New Plants 2014 Part 8

Black, pink and green are the colours in question in this eighth instalment of our series on new plants finding a place on our listing for 2014.

Dianthus_Monksilver_BlackIf you like black or nearly black plants, you will like Dianthus Barbatus Monksilver Black, an unusual and very attractive form of the plant commonly known as Sweet William. It forms a compact bushy plant with distinctive, virtually black evergreen foliage and, above that in late spring into summer, clusters of dark maroon flowers that are so dark that they, too, are virtually black. And they’re fragrant, for your added pleasure. Lovely, though it wouldn’t stand out on a dark night, we suppose. Often grown as biennials, these are in fact perennial plants, if relatively short-lived. Worth it, though, however many seasons they last.

Digitalis_Illumination_PinkYou will certainly have heard of Digitalis Illumination Pink. Since taking Chelsea by storm in 2012, this new cross between Digitalis and Isoplexis (from the Canary Islands and which we also grow and sell in its own right) has been deservedly in demand. It has a compact and bushy habit with a semi-evergreen rosette of toothed lance-shaped leaves and spikes clothed with deep pink flowers with warm apricot throats. Very long flowering, which is good news. Thompson & Morgan, who bred this new introduction, stand to do very well out of it and are busy already introducing new colour variations.

Echinacea purpurea 'Green Jewel'Now for Echinacea Green Jewel. There have been so many – perhaps too many – new varieties of Echinacea flooding on to the market in recent years, and green flowers are not to everyone’s taste, we admit, but this Piet Oudoulf introduction might convince even the more reluctant amongst you. Quilled lime green petals surround a flattish and fragrant central cone of darker green, which, set against the backdrop of the equally green foliage, makes for a rather sumptuous appearance. If green’s your thing, this one should be on your planting list.

Rob & Joanna – February 2014

New Plants 2014 Part 7

Three very different plants in terms of size and style for our seventh update on what’s up and coming for the new season.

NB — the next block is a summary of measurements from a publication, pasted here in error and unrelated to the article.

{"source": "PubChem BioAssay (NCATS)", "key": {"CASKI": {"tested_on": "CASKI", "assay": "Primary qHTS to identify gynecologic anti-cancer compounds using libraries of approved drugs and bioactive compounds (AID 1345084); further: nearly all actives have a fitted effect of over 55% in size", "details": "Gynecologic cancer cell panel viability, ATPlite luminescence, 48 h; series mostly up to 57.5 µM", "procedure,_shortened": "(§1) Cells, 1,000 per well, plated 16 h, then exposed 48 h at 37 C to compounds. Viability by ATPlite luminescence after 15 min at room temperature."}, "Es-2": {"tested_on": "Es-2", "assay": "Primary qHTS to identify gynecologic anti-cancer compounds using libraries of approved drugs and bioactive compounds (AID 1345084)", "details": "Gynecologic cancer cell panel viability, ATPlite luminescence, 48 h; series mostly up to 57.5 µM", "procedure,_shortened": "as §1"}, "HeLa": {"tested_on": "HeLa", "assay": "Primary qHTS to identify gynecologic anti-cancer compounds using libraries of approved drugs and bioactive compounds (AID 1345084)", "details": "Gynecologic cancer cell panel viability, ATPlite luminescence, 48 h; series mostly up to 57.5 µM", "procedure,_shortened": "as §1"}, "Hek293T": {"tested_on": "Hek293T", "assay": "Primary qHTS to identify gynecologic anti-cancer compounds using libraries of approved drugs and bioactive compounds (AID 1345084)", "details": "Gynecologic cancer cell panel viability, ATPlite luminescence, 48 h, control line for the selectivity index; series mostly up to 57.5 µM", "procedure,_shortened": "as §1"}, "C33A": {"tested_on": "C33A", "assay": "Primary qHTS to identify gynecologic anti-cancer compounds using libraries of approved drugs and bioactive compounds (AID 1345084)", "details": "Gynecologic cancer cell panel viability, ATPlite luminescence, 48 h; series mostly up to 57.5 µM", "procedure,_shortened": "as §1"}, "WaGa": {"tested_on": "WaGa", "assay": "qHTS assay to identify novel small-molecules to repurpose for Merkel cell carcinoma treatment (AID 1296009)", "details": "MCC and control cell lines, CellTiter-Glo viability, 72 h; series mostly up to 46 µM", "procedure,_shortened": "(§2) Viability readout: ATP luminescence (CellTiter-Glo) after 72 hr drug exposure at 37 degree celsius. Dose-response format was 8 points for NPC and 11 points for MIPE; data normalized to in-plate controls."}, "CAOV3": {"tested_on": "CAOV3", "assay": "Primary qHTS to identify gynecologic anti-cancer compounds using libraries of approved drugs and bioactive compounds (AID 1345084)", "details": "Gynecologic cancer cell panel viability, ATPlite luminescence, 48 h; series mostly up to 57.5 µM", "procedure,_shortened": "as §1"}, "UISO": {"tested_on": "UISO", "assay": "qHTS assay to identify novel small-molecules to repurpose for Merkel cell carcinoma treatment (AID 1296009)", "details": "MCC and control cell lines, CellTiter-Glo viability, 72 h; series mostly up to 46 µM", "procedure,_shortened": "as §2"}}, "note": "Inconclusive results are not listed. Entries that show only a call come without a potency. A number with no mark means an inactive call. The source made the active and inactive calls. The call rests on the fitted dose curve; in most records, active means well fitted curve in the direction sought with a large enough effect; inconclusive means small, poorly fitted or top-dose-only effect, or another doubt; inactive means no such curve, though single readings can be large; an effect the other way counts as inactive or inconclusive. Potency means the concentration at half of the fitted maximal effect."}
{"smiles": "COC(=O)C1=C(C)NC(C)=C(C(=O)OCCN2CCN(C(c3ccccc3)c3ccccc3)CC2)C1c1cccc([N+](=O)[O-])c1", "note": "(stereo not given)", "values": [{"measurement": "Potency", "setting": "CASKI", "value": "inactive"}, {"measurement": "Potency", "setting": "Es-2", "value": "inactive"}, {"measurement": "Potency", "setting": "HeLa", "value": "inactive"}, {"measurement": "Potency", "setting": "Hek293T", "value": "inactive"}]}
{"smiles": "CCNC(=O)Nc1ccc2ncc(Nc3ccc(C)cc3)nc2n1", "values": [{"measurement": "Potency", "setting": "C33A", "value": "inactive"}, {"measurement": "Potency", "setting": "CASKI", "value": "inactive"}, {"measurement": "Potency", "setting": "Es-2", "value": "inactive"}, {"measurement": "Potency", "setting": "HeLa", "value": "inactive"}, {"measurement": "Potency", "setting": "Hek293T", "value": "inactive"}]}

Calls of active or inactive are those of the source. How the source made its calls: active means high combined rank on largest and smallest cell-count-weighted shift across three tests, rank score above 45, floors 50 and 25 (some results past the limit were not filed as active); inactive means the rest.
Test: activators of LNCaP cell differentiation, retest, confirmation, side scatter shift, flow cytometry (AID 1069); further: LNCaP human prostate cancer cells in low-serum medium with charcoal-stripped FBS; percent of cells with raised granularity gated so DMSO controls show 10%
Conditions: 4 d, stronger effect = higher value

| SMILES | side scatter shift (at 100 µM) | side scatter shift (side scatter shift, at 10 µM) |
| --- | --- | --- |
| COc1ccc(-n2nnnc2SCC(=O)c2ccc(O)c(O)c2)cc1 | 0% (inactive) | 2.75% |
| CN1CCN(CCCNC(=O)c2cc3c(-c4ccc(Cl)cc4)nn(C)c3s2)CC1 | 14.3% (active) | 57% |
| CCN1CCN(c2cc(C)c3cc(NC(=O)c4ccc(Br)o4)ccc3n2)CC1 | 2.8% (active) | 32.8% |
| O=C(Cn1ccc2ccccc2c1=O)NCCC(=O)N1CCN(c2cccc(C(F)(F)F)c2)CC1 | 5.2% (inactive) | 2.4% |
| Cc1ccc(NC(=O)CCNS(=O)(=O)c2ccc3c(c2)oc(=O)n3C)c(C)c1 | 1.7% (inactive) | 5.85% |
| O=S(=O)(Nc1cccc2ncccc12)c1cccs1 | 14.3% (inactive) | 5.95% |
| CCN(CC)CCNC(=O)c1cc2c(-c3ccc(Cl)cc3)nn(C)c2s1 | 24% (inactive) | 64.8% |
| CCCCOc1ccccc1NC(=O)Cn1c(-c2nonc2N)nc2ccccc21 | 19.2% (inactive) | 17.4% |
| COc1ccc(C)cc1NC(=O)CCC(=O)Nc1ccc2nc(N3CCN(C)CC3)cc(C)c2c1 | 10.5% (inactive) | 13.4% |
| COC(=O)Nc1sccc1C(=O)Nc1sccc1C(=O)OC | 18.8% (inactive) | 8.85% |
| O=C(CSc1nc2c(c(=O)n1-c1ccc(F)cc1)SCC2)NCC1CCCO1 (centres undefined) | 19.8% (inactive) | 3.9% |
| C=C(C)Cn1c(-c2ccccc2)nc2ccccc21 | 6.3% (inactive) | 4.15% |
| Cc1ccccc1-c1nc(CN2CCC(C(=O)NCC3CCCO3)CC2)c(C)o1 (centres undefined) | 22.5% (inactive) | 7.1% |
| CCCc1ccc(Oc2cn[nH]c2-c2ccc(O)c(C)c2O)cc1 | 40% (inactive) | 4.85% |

Colocasia_Diamond_HeadReturning to our lists after a brief absence is Colocasia Diamond Head: this is a real black beauty which will stop those who see it in their tracks. The difference between this one and the more usually seen Black Magic is in the fact that the leaves have a crinkled effect and are beautifully glossy – so shiny, indeed, that we have seen them described as like an oil slick! The leaves are matt initially but suddenly develop their gloss as they mature – it’s a lovely transition to behold.  If kept indoors in winter at 10 degrees plus, the leaves will remain. If it’s much colder, the plant will go dormant. Keep it only lightly watered in winter in any case.

Delosperma_Jewel_PeridotDelosperma Jewel of the Desert Peridot is a little stunner, with the emphasis not just on the little, though this is a low growing fleshy leaved plant that will carpet a dry spot and brighten it up all summer with its vibrant sunshine yellow flowers that shade inwards to white with yellow anthers. And yes, it is hardy in a sunny spot with well drained soil. The really long varietal name comes about because it is one of the Jewel of Desert series, so those three words appear in the name of every plant in the series. We know there are good commercial reasons for this kind of thing, but we still really dislike the practice. Somehow it turns plants into a commodity, which doesn’t seem right!

Delphinium_Highlander_MoonlightA new and definitely rather special delphinium which doesn’t get too tall and won’t flop, Highlander Moonlight  has the usual elegant spires of flower in mid-summer, but the flowers themselves are frilly doubles in lilac blue around apple green centres. Highly desirable. Nice name too, we think. It will do well given plenty of sunshine and moist but well drained soil. Getting to around 3 feet, it shouldn’t need staking, which is a real plus point about this series. This is the plant which persuaded us to grow another delphinium: we haven’t done so in recent years for various reasons.